Canning Liberal candidate Andrew Hastie said infrastructure, crime, small business and mobile black spots had stood out to him as issues for Canning residents.
He had already spoken to a number of people in the area and would speak to many more before the by-election on September 19.
Mr Hastie had met Minister for Transport Dean Nalder at Denny Avenue, Member for Darling Range Tony Simpson about extending Tonkin Highway and the City of Armadale about extending and upgrading Armadale Road.
“I feel I am building the mosaic, as they say, there are a lot of issues, it is a large electorate, there are coastal, rural, urban areas and manufacturing but I am starting to get a good understanding and I am looking forward to working with the people of Canning if I am elected,” he said.
Mr Hastie had experienced first hand mobile black spots in Byford and at his new home in Mandurah so would take that up as an issue with Federal Minister for Communications Malcolm Turnbull.
He said he would also like to tackle the impact of ice addiction with one business owner telling him he was losing the equivalent of a week’s wages per week from store theft allegedly by ice addicts.
“In the background in every conversation when we talk about crime it’s the scourge of ice,” he said.
“Further south in Pinjarra, they are affected by ice, Mandurah has a huge problem with it as well and it is something I want to bring a coordinated approach to.
“I guess I would say whatever the issue, whether it is local, state or federal, I will take it up and have a go for the people of Canning.”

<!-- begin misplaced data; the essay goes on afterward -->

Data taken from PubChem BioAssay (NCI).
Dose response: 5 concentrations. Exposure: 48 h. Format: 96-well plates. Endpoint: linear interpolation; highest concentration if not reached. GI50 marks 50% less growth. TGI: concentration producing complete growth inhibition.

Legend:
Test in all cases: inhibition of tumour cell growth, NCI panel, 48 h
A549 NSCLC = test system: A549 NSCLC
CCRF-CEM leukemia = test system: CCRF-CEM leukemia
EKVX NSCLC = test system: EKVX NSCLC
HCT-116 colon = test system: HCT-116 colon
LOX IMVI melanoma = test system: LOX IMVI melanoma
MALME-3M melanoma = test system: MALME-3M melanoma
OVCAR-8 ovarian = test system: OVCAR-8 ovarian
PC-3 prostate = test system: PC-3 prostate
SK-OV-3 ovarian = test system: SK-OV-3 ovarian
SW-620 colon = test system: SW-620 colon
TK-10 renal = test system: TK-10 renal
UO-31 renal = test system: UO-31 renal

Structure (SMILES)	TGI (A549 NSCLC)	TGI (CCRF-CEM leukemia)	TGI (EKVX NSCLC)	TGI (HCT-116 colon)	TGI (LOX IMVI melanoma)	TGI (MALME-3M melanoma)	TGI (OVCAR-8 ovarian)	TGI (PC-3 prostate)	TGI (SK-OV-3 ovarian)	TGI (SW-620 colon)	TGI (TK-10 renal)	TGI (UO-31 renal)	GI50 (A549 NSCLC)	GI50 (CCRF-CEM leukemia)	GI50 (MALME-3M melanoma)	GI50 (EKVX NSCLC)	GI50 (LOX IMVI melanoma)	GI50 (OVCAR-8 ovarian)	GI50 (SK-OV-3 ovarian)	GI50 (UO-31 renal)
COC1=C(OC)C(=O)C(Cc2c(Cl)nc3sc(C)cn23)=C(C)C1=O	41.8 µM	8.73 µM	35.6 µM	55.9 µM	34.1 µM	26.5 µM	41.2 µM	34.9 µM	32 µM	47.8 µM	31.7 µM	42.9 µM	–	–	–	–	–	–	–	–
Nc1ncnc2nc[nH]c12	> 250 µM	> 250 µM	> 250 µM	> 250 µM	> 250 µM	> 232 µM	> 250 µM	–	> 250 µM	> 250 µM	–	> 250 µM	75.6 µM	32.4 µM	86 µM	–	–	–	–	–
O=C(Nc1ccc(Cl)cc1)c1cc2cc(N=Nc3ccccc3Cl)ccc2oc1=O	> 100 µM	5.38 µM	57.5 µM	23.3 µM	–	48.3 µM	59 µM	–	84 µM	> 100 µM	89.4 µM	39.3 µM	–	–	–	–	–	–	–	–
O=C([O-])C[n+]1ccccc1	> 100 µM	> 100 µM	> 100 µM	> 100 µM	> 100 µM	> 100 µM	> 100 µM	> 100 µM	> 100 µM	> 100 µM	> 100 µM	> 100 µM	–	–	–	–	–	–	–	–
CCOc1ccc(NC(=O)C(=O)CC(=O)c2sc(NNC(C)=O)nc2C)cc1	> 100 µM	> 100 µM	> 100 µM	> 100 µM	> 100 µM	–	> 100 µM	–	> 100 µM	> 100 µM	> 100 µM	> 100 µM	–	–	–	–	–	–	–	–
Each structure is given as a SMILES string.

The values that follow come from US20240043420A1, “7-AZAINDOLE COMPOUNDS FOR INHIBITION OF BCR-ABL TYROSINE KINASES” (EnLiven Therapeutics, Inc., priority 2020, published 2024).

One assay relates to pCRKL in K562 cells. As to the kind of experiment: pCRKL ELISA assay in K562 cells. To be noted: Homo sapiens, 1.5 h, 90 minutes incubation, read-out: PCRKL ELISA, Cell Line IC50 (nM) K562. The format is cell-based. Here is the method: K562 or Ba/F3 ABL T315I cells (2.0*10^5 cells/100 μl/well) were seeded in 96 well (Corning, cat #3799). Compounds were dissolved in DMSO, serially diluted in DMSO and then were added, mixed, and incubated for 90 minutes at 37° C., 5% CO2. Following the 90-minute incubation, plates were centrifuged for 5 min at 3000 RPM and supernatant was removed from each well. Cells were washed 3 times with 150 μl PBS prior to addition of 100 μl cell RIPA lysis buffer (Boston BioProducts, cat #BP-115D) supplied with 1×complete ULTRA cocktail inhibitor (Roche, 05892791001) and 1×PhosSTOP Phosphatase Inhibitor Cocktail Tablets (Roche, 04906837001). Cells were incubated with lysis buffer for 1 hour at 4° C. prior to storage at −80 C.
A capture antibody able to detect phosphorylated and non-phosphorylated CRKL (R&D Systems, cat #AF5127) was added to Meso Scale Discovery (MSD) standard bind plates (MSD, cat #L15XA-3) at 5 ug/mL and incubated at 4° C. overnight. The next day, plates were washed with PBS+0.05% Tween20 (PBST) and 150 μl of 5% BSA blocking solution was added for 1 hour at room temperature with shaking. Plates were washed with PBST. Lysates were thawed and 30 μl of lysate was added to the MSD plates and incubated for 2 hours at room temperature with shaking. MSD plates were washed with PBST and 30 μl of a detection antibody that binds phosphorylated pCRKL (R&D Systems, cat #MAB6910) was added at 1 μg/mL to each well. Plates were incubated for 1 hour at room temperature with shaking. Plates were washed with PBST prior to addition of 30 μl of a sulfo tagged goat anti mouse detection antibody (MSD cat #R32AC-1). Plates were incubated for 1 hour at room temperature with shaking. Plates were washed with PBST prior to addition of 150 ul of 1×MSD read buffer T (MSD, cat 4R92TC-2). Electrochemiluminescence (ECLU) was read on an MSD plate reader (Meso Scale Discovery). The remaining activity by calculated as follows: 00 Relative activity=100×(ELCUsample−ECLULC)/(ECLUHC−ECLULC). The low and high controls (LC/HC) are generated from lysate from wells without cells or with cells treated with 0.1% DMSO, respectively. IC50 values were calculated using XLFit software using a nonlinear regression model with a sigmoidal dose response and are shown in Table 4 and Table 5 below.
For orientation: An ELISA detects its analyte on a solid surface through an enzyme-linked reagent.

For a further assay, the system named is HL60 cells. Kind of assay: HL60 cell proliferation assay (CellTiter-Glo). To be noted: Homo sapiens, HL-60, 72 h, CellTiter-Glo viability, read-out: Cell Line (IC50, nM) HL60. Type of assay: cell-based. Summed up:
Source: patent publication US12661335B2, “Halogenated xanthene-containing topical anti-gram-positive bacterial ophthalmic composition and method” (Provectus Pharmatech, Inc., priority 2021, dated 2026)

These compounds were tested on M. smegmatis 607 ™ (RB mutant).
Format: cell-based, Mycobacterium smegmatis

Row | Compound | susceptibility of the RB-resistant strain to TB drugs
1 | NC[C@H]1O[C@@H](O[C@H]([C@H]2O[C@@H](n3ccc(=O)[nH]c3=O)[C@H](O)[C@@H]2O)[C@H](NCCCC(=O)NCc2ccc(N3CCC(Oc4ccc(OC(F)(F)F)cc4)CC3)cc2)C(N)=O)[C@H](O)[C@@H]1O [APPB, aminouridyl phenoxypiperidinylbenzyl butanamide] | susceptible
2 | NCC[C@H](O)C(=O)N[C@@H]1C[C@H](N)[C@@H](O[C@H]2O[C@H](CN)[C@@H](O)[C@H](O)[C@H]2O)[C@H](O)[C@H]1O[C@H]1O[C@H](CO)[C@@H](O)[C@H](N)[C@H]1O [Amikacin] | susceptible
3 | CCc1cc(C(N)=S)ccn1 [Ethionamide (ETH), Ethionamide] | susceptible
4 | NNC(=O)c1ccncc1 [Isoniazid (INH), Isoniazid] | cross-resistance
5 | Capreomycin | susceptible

Mr Hastie, a former SAS captain who served in Afghanistan and the Middle East, was not sure what other candidates were up to as he had been too busy.
“One thing I can say is I will always listen and I will always work to get a solution because where I come from mission failure is not an option, you have to get the job done,” he said.
He understood well how small things made a big difference.
“There is a story which I love and I don’t want to talk about Afghanistan too much but we were up in the hills in this little village, a lot of Afghanis are subsistence farmers and their tractor was bogged,” he said.
“The village came up to me and said hey can we use your trucks to drag the tractor out so I said yeah no worries.
“We drag the tractor out and they paid me with a handful of seeds, it just shows the little things can make a difference.
“No matter how small the issue, it matters that you do something. Like the story at Don’s (Randall) funeral of him trimming the roses for a lady every year and always having secateurs in the back of his car, that is the personal touch that is very admiral.”